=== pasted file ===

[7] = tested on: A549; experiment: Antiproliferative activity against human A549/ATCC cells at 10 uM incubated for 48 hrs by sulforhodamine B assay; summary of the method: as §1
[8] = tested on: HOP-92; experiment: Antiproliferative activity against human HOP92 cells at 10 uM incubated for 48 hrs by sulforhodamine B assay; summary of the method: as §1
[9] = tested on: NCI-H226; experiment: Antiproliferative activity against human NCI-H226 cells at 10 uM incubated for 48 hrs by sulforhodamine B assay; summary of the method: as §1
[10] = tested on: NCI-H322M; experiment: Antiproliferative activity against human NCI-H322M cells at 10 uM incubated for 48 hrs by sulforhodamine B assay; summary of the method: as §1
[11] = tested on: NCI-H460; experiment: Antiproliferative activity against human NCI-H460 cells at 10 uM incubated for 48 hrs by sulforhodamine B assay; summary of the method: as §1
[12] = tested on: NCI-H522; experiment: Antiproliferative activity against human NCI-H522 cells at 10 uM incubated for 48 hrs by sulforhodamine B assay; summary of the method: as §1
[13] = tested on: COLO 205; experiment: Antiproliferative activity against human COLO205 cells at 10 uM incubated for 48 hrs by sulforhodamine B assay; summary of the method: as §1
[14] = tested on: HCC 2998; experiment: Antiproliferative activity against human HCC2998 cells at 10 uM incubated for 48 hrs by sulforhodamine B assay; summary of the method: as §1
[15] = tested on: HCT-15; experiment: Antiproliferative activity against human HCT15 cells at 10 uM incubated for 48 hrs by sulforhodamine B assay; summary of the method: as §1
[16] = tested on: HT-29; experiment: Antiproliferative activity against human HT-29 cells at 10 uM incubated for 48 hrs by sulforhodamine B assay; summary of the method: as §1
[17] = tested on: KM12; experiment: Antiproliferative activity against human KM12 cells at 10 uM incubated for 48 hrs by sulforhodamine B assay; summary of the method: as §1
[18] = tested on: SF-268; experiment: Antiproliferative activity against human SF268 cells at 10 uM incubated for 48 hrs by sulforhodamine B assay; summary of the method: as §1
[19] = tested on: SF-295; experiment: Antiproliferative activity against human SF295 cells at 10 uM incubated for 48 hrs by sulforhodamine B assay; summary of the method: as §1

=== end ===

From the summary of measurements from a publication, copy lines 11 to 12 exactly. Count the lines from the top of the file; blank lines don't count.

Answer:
[17] = tested on: KM12; experiment: Antiproliferative activity against human KM12 cells at 10 uM incubated for 48 hrs by sulforhodamine B assay; summary of the method: as §1
[18] = tested on: SF-268; experiment: Antiproliferative activity against human SF268 cells at 10 uM incubated for 48 hrs by sulforhodamine B assay; summary of the method: as §1